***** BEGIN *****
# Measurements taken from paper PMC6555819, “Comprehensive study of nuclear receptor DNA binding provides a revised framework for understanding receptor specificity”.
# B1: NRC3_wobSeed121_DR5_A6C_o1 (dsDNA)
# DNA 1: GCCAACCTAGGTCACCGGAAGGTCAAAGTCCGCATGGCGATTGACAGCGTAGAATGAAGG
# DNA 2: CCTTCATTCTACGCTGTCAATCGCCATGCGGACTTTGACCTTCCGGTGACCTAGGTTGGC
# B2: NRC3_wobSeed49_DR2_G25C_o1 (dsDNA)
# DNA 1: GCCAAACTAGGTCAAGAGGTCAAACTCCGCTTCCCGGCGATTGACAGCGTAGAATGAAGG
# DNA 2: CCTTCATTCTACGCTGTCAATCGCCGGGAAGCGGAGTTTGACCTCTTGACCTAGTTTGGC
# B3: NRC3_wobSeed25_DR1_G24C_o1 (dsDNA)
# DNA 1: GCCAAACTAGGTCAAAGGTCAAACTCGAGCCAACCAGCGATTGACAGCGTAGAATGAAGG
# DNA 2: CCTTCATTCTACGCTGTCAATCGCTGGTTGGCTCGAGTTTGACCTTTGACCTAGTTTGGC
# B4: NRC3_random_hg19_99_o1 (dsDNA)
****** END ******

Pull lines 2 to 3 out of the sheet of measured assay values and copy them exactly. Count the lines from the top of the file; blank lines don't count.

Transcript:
# B1: NRC3_wobSeed121_DR5_A6C_o1 (dsDNA)
# DNA 1: GCCAACCTAGGTCACCGGAAGGTCAAAGTCCGCATGGCGATTGACAGCGTAGAATGAAGG